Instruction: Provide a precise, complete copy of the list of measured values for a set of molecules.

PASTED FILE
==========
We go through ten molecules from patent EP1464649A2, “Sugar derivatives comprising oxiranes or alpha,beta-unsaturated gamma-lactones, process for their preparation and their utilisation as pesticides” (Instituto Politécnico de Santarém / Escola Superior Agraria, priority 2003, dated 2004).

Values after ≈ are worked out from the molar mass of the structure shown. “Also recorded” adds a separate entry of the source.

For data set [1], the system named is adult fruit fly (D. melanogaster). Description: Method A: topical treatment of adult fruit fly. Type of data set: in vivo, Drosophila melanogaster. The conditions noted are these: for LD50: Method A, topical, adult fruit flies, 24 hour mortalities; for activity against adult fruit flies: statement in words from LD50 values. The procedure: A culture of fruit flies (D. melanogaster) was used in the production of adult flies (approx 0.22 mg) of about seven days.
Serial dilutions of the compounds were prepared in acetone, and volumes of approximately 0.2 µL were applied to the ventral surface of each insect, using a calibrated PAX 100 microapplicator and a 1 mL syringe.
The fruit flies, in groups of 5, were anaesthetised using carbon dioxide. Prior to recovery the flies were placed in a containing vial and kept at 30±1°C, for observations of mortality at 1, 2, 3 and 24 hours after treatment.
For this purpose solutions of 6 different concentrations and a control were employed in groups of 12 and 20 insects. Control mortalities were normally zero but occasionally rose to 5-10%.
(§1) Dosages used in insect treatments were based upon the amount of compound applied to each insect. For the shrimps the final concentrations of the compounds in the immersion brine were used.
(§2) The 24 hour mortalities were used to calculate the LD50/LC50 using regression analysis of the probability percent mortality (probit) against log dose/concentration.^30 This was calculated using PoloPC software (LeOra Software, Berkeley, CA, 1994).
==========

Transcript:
We go through ten molecules from patent EP1464649A2, “Sugar derivatives comprising oxiranes or alpha,beta-unsaturated gamma-lactones, process for their preparation and their utilisation as pesticides” (Instituto Politécnico de Santarém / Escola Superior Agraria, priority 2003, dated 2004).

Values after ≈ are worked out from the molar mass of the structure shown. “Also recorded” adds a separate entry of the source.

For data set [1], the system named is adult fruit fly (D. melanogaster). Description: Method A: topical treatment of adult fruit fly. Type of data set: in vivo, Drosophila melanogaster. The conditions noted are these: for LD50: Method A, topical, adult fruit flies, 24 hour mortalities; for activity against adult fruit flies: statement in words from LD50 values. The procedure: A culture of fruit flies (D. melanogaster) was used in the production of adult flies (approx 0.22 mg) of about seven days.
Serial dilutions of the compounds were prepared in acetone, and volumes of approximately 0.2 µL were applied to the ventral surface of each insect, using a calibrated PAX 100 microapplicator and a 1 mL syringe.
The fruit flies, in groups of 5, were anaesthetised using carbon dioxide. Prior to recovery the flies were placed in a containing vial and kept at 30±1°C, for observations of mortality at 1, 2, 3 and 24 hours after treatment.
For this purpose solutions of 6 different concentrations and a control were employed in groups of 12 and 20 insects. Control mortalities were normally zero but occasionally rose to 5-10%.
(§1) Dosages used in insect treatments were based upon the amount of compound applied to each insect. For the shrimps the final concentrations of the compounds in the immersion brine were used.
(§2) The 24 hour mortalities were used to calculate the LD50/LC50 using regression analysis of the probability percent mortality (probit) against log dose/concentration.^30 This was calculated using PoloPC software (LeOra Software, Berkeley, CA, 1994).